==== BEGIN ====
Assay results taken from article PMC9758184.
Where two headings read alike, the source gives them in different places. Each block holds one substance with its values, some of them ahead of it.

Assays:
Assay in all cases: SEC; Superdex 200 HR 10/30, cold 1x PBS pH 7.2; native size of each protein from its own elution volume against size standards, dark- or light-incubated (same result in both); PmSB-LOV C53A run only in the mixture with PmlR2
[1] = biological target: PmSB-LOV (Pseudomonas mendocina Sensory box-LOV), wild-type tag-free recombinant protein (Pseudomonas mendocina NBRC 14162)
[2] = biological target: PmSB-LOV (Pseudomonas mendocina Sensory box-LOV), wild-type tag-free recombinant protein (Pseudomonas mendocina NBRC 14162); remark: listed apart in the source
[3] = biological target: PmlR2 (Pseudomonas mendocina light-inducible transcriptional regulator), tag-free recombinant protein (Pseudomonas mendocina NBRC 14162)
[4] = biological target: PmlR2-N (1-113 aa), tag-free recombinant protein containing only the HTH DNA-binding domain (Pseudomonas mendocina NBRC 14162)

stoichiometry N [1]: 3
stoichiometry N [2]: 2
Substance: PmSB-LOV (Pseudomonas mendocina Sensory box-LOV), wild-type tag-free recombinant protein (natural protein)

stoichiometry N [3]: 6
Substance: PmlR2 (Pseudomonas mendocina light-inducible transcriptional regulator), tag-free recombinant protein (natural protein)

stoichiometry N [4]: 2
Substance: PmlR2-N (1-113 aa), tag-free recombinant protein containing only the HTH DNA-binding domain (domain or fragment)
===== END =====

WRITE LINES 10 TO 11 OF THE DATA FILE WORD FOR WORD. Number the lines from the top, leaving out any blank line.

stoichiometry N [2]: 2
Substance: PmSB-LOV (Pseudomonas mendocina Sensory box-LOV), wild-type tag-free recombinant protein (natural protein)